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tennessee technological university

TTU News

Published: Mon Nov 4, 2002

The three basic rules of manhood -- to avoid sissy stuff, to be a big wheel, and to play a sturdy oak -- just aren't working in today's society, according to Michael Kimmel, a professor at the State University of New York at Stony Brook. The sociologist and author is one of the few men immersed in analyzing men's roles in the manner usually associated with the women's movement.

Kimmel, who has received international recognition for his study of men and masculinity, will be the speaker at this year's Harry and Joan Stonecipher Lecture on Science and Society at Tennessee Tech University. His presentation, "Mars and Venus or Planet Earth? Women and Men in a New Millennium," will be at 7 p.m., Thursday, Nov. 14, in the Derryberry Hall Auditorium.

"Raising young boys to be mature, sensitive, responsible men is not nearly as difficult as you might think," said Kimmel in a recent interview. " I think we could do it in one generation if we really set our minds to it -- if we as parents decide that we are going to model new kinds of behavior."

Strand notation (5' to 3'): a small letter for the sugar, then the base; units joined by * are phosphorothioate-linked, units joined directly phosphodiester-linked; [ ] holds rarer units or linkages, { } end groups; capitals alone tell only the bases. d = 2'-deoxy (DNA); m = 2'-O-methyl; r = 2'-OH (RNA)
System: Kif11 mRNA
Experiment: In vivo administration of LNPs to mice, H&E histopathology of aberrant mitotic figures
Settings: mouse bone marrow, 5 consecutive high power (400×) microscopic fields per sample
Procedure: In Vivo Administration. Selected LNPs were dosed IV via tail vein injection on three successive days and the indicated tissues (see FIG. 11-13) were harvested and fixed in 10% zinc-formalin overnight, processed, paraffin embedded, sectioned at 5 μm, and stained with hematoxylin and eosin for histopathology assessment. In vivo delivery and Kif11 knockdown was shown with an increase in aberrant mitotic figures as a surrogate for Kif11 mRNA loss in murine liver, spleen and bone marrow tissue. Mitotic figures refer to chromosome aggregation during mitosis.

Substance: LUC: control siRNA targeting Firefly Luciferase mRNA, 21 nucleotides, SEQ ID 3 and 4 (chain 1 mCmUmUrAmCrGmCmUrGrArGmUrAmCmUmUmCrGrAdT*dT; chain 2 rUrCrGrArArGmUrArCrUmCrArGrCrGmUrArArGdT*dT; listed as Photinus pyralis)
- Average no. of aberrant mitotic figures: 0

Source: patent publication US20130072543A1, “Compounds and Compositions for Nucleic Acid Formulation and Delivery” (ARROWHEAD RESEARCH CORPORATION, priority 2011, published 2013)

The national spokesperson for the National Organization for Men Against Sexism, Kimmel has lectured at more than 200 colleges and universities. He has also led workshops for organizations on preventing sexual harassment, implementing gender equity, date and acquaintance rape, and changing relations between men and women.

Kimmel is also a well-known educator concerning gender issues. His course, "Sociology of Masculinity," is one of the few courses in the nation that examines men’s lives from a pro-feminist perspective, and has been featured in newspaper and magazine articles including The Wall Street Journal, Newsweek and People, and television shows, such as Donahue, The Today Show, and Crossfire.

His co-edited college textbook, "Men’s Lives," (MacMillian, 1995) has been adopted in virtually every course on men and masculinity in the country. His other books on masculinity include "Changing Men: New Directions in Research on Men and Masculinity (Sage, 1987) and "Men Confront Pornography" (Crown, 1990).

Kimmel has also provided a documentary history of men who supported women's equality since the founding of the country in his 1992 release, "Against the Tide: Pro-Feminist Men in the United States, 1776-1990."

The Stonecipher Lecture, which is free and open to the public, is sponsored by Harry Stonecipher and his wife, Joan, to fund the appearance of leading scholars like Kimmel, who examine the interrelationship between science and contemporary society.

Stonecipher, a 1960 Tennessee Tech physics graduate, worked for major industrial firms including General Motors, General Electric, Sundstrand and McDonnell Douglas before becoming president and chief operating officer of The Boeing Co. The Stoneciphers also fund the annual Stonecipher Symposium on Technology, Communication and Culture.